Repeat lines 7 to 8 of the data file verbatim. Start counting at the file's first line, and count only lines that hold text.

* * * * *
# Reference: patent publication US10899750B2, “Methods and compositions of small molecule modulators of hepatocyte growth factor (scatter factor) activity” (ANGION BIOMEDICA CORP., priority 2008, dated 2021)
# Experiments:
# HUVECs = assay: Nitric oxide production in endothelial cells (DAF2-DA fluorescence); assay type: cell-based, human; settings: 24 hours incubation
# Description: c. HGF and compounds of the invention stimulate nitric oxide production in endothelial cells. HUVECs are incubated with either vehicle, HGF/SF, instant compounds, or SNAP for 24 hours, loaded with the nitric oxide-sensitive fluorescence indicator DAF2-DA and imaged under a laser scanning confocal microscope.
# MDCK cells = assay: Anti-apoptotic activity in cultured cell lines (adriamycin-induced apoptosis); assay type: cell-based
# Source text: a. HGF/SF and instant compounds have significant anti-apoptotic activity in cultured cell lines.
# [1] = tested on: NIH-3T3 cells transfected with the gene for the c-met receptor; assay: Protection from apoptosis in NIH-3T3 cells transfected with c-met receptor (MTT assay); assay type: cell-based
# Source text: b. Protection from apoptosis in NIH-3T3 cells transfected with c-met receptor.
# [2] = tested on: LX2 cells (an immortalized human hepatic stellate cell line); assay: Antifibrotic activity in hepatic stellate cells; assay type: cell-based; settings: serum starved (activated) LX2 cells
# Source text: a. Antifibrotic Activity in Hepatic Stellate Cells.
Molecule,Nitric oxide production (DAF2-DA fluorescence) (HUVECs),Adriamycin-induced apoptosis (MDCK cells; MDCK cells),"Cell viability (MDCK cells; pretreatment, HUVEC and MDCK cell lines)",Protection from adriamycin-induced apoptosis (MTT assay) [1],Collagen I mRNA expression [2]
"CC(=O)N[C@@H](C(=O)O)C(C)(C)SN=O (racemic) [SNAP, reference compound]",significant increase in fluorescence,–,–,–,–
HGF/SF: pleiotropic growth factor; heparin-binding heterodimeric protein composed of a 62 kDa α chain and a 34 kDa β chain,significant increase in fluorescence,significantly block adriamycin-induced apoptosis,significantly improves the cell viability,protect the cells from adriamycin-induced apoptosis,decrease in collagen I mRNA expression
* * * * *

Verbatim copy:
# [1] = tested on: NIH-3T3 cells transfected with the gene for the c-met receptor; assay: Protection from apoptosis in NIH-3T3 cells transfected with c-met receptor (MTT assay); assay type: cell-based
# Source text: b. Protection from apoptosis in NIH-3T3 cells transfected with c-met receptor.